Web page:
11th April 2006
‘Making Housing Affordable and Sustainable’ is a key priority in the developing National Park Plan for the Cairngorms and with the launch of the consultation on the Draft Plan, now is the opportunity for everyone to make their viewpoint known.
The lack of access to affordable and good quality homes has been identified by many communities as a key issue facing the Park. Young people and those on low incomes in particular have to be given better opportunities to secure homes in their communities.
A study carried out by Heriot-Watt and Manchester Universities for the Cairngorms National Park Authority (CNPA) and based on current trends, has predicted that the number of people aged 60-74 living in the Park will increase by 85 per cent from 2001 to 2025 while the number of people aged 0-39 years over the same period is expected to drop by 30 per cent. In order for the Park to be able to retain its young people, the study estimates that around 114 affordable houses will be needed each year.
Fiona Munro, the CNPA’s Housing Policy Officer explained: “The popularity of the area means a high demand for housing, including second homes, increases prices beyond the range of many and places pressures on the special qualities of the Park. In 2004 the average price for a two bedroom property across the National Park was between £98,000- £110,000 with only 38 per cent of people aged below 35 years able to get a start on the housing ladder.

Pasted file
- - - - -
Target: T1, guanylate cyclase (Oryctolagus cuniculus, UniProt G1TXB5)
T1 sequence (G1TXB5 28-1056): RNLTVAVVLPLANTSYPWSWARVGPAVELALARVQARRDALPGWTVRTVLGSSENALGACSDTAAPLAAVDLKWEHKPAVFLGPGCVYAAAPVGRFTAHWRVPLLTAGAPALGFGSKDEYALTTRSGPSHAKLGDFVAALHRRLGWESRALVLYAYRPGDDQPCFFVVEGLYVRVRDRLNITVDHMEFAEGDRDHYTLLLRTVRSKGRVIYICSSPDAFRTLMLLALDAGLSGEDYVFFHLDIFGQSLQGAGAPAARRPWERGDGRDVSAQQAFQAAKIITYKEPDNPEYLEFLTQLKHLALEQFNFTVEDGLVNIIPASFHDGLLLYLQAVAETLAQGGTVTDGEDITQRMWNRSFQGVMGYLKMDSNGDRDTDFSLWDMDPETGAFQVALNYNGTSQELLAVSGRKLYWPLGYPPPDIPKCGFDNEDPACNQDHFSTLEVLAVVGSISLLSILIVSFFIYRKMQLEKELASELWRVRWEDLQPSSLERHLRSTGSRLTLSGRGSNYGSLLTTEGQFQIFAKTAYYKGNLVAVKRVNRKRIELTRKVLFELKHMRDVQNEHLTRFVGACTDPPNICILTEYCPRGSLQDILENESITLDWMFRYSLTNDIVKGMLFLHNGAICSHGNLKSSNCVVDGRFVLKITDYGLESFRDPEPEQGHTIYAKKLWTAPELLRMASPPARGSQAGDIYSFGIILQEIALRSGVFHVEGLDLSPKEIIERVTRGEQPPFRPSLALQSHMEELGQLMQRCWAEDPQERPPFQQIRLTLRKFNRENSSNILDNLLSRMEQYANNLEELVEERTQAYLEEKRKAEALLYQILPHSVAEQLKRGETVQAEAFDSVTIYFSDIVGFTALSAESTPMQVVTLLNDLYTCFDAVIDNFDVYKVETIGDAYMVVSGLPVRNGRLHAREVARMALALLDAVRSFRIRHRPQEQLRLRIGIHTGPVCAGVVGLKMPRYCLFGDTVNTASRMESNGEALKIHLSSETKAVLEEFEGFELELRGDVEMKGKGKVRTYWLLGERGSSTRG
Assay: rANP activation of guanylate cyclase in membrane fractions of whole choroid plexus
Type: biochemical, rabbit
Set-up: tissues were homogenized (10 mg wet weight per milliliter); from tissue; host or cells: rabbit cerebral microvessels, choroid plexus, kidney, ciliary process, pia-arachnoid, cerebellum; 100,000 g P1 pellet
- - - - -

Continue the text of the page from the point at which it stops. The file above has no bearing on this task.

“We have to work with partners and others to develop some innovative solutions to encourage our young people to stay here – and be able to afford to stay here – so we hope to see some interesting comments and suggestions coming forward during the Draft National Park Plan consultation.”
The housing priority within the Draft Park Plan however, does not just focus on affordability, promoting high environmental and sustainability standards is also key.
Head of Planning and Development Control at the CNPA, Don McKee explained: “Improving the sustainability of communities and the quality of design is very important. Through the National Park Plan we want to see standards improved that are consistent with the area’s status as a National Park as well as the first aim of the Park, which is to conserve and enhance the natural and cultural heritage.
“The types of measures we are looking at with partners are the introduction of a sustainable design guide to complement the built and landscape character of the Park and a programme of innovative activities to promote and increase awareness and understanding of energy efficient design.”
The Draft National Park Plan sets out the long term vision – 25 years – for the Park as a whole as well as the key priorities for the first five years of the Plan, from 2007 to 2012.
Some of the key aims proposed for the first five years with regards to the priority ?Making Housing Affordable and Sustainable’ are:
The consultation period for the National Park Plan is from April to 30 June. The CNPA Board will discuss their preferred options for addressing the issue of affordable housing at special board meeting on 19 May, with this information feeding into the consultation process.
Following the consultation, a report summarising the responses will be prepared and the final Park Plan will be developed, with partners for submission, to Ministers at the end of 2006. This is the first National Park Plan for the Cairngorms and although the Plan looks ahead to 2030, a new series of priorities will be published every five years.
More information on the draft National Park Plan can be found on National Park Plan homepage.
To get involved in the National Park Plan consultation please contact the CNPA at: National Park Plan Consultation, 14 The Square, Grantown-on-Spey, Moray, PH26 3HG. Tel: 01479 873535 fax: 01479 873527 email: [email protected]